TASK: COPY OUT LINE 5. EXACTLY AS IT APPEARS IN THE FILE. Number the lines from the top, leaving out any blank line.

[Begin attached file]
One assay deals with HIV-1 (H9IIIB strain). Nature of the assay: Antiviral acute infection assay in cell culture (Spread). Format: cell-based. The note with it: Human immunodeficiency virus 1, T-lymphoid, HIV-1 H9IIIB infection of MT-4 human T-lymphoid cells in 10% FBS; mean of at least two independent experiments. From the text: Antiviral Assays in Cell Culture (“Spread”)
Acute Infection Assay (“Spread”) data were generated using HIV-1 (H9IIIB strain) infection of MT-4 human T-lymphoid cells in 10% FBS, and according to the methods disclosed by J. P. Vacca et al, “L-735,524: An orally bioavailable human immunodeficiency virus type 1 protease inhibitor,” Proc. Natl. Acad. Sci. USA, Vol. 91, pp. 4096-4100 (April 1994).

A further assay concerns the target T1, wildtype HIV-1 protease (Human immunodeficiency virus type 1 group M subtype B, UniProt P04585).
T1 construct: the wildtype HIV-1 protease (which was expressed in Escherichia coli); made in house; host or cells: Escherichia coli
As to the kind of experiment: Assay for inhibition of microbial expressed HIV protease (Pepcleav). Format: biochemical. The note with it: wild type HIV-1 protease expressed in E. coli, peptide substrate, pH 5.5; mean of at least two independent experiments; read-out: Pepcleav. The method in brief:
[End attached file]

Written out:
As to the kind of experiment: Assay for inhibition of microbial expressed HIV protease (Pepcleav). Format: biochemical. The note with it: wild type HIV-1 protease expressed in E. coli, peptide substrate, pH 5.5; mean of at least two independent experiments; read-out: Pepcleav. The method in brief: